Spain's Human Rights Probes Spark Backlash
By Neal Colgrass,  Newser Staff
Posted May 24, 2009 7:40 PM CDT
Spanish prime minister Jose Luis Rodriguez Zapatero attends a press conference on August 21, 2008 in Madrid, Spain.   (Getty Images)
camera-icon View 4 more images

(Newser) – Judges in Spain are pressing human rights cases against top officials around the world, prompting threats abroad and criticisms at home, the Washington Post reports. Invoking so-called universal jurisdiction, judges are probing 16 cases, including US approval of torture and Israeli attacks on the Gaza Strip. But nervous Spanish lawmakers reacted by voting to limit the nation's judicial reach.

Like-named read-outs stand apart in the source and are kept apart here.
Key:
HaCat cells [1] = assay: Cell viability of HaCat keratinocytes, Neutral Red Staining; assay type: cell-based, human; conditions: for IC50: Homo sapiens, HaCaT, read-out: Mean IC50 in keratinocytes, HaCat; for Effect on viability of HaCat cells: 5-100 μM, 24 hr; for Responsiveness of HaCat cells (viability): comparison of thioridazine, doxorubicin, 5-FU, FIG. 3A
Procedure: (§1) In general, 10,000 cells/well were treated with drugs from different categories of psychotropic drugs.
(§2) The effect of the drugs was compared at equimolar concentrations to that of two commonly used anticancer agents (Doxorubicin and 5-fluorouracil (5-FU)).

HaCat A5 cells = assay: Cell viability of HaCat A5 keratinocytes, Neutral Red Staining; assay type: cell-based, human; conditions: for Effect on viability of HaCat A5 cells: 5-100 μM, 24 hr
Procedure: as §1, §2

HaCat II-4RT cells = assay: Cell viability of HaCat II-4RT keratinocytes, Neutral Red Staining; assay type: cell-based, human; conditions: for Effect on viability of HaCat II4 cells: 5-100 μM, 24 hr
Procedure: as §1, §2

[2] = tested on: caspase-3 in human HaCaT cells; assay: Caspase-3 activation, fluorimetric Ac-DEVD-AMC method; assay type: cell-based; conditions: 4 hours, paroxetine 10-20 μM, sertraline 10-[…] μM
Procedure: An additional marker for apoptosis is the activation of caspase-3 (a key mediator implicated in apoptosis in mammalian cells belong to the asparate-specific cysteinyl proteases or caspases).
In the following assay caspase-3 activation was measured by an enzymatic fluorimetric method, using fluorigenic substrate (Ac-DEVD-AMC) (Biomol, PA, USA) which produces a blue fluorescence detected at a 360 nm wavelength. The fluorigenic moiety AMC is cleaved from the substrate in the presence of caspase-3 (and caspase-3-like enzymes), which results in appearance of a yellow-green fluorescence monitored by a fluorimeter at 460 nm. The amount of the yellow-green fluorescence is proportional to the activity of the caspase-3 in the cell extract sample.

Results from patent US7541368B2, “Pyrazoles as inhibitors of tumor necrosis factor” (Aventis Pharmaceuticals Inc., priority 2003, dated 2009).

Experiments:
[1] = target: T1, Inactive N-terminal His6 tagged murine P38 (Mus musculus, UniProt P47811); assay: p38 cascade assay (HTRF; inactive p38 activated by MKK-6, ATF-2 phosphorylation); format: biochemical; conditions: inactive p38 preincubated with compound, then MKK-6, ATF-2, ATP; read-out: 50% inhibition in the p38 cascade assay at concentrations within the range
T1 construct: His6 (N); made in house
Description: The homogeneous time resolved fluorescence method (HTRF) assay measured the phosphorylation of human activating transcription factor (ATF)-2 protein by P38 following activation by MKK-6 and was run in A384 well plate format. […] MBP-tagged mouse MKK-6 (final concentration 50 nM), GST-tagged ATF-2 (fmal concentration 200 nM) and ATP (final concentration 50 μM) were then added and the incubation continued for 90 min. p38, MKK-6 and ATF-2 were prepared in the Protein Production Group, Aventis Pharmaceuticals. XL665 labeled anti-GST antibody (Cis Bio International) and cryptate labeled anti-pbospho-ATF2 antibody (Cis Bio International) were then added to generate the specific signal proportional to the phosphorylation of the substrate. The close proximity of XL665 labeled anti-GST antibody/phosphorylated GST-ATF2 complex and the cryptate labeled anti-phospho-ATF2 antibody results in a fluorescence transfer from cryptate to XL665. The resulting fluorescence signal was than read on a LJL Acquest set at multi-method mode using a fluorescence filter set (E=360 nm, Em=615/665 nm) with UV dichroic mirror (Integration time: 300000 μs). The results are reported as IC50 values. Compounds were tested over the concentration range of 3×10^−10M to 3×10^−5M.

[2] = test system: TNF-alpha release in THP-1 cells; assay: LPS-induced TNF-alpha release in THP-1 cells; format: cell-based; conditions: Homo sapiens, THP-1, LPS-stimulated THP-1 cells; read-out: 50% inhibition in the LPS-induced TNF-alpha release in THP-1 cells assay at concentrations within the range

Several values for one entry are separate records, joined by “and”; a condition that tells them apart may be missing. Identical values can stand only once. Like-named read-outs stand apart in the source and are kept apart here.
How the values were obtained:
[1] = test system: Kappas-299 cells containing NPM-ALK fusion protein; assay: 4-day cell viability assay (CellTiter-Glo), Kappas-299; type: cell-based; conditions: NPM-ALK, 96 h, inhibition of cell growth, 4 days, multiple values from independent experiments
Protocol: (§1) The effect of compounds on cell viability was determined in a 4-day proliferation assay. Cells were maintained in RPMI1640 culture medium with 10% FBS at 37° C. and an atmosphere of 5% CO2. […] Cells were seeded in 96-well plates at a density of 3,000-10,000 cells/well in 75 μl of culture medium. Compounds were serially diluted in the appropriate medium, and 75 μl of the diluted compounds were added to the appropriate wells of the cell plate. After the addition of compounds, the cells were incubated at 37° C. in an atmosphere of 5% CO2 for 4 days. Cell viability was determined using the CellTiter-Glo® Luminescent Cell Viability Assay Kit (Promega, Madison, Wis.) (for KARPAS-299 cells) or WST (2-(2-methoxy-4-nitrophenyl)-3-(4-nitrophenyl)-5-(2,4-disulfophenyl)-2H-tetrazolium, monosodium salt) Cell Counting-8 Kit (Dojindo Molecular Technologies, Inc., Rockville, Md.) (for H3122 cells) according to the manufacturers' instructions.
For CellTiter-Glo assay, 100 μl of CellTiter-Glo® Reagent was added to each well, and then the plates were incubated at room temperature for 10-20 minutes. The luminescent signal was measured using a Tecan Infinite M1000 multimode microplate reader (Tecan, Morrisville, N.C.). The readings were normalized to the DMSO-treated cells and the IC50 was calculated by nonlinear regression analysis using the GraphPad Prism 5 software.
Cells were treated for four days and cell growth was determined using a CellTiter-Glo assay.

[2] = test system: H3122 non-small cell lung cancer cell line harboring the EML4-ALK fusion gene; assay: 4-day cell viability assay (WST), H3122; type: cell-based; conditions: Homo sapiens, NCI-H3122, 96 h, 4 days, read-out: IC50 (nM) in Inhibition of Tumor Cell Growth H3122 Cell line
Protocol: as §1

"How can a Spanish judge with limited resources determine what really happened in Tiananmen or Tibet?" one legislator asked. Caught in the middle is Prime Minister José Luis Rodríguez Zapatero, who seeks to warm frosty relations with Washington. Advocates say Spanish arrest warrants can enable other countries to nab abusers: Any democratic member of the United Nations "should be able to bring these cases," one lawyer said.